Haha, I like to make people suffer! No, actually, I wanted to ramp up the intensity so we could practice being awake and present during it. Also, it seems that mountain bikers often like to get to business and be challenged, so getting in to some safe, fun, and challenging poses to start seemed more inviting than starting with meditation which we did the second morning.
Do you tailor your yoga classes (both in person and on your DVD) to the specific needs of mountain bikers? If so what are those needs and how do you address them?
I do. In most classes I try to bring in a mix of balance, stretch, and strength postures. Balance postures develop, well, balance! They’re also useful for developing focus through breathing. For stretching postures, I’m sure to include calve, quad, hip flexors, back, shoulder and neck stretches, all the spots that tend to tighten up from riding. For strengthening I’m a fan of classic chattaranga style push ups for a whole body strengthener, that along with a good amount of core strenthening to help fend off back pain issues. Through the years, my personal practice has naturally flowed to address many of the issues I’ve had such as back pain (bulged disk), knee issues (torn acl/pcl), and shoulder imbalances, that’s just to name a few!
What do you feel are the strengths of Ride and Reach as it stands?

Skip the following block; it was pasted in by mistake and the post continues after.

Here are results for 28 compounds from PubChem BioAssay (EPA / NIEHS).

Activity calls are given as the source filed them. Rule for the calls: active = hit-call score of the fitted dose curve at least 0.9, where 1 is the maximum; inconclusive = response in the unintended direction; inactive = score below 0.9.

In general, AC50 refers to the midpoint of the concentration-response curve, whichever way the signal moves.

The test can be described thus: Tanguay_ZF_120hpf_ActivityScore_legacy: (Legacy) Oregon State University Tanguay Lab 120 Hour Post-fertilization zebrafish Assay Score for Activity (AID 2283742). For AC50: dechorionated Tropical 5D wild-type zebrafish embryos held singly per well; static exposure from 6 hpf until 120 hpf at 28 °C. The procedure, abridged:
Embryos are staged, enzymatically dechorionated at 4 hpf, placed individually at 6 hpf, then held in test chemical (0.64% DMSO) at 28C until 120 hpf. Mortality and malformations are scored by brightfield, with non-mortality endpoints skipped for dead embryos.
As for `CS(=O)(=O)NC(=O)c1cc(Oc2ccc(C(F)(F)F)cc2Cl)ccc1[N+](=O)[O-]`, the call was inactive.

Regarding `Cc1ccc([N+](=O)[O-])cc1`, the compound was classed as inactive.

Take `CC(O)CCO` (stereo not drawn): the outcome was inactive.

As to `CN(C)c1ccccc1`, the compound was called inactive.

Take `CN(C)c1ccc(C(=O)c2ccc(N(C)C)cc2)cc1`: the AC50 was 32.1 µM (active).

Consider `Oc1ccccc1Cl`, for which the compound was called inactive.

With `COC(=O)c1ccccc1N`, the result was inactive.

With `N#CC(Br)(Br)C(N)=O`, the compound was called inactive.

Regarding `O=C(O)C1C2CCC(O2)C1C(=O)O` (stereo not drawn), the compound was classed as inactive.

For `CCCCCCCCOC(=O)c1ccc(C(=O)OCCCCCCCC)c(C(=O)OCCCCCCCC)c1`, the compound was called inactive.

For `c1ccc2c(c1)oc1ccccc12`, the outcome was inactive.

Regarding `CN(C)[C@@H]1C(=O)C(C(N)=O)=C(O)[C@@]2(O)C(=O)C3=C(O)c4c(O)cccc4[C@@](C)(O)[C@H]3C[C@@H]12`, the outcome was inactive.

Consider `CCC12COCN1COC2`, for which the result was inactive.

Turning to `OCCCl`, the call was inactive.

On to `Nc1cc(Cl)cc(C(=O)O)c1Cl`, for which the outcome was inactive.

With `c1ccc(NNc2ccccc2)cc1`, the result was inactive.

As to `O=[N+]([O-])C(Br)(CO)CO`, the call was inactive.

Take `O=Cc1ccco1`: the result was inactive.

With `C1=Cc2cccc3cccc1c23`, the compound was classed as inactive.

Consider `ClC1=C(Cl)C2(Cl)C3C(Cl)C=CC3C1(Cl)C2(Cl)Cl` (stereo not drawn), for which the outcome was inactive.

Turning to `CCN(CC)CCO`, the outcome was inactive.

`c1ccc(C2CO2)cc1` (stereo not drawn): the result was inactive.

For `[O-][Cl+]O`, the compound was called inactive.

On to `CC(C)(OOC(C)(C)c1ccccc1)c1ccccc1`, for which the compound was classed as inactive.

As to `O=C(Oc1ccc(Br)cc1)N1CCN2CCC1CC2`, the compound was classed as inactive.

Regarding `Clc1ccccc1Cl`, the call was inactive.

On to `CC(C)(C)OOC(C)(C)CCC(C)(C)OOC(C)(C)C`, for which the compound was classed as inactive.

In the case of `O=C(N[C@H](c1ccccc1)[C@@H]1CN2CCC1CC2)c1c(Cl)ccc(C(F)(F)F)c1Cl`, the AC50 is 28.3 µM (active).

It’s not all about fun and games, yes we have fun and kick back with a few beers, but I wanted to create a safe space where the bigger, deeper, existential questions of life can arise and be processed through our common love of mountain biking.
Are there some areas you aren’t yet happy with? If so what would you like to develop further and how do you hope to accomplish that?
In any standard riding workshop, guests get a good sense of which riding skills they need to work on when they go home; often habits on the bike show up in other areas of life and vice/versa, so I’d like to fine tune the structure of this workshop so guests leave with a unique life practice that truly serves.
What is the future for Ride and Reach?
I actually need to make a distinction between a few versions of the Ride & Reach I’ve been doing.
Ride & Reach Holiday: Like with Boreale Mountain Biking.
Ride & Reach Skill: Like at Silverstar, where we do talk about skill progression.
Ride & Reach Deep: Like what you did on the Sunshine Coast.
I plan to add a few more of the Deep workshops next year because there are no other offerings like it, and it is also where I feel my experience can have the most impact.
How has the feedback been from attendees? Is this something you actively solicit? I saw lots of smiling faces but there were some questions as well.
I was touched after recieving emails from participants about the more personal impacts of the weekend for them, very re-affirming feedback. I also sought more in depth feedback from a couple other partipant face to face over coffee, it was very fruitful, leaving me with plenty to work on and lots of for future workshops.
Ryan’s personal physio, Francisco Gatchalian, was along for the weekend so I wanted to ask him, as a rider and as someone who repairs riders, about the benefits of yoga for mountain bikers.
You treat and come into contact with a lot mountain bikers. Are there some common issues riders seek treatment for?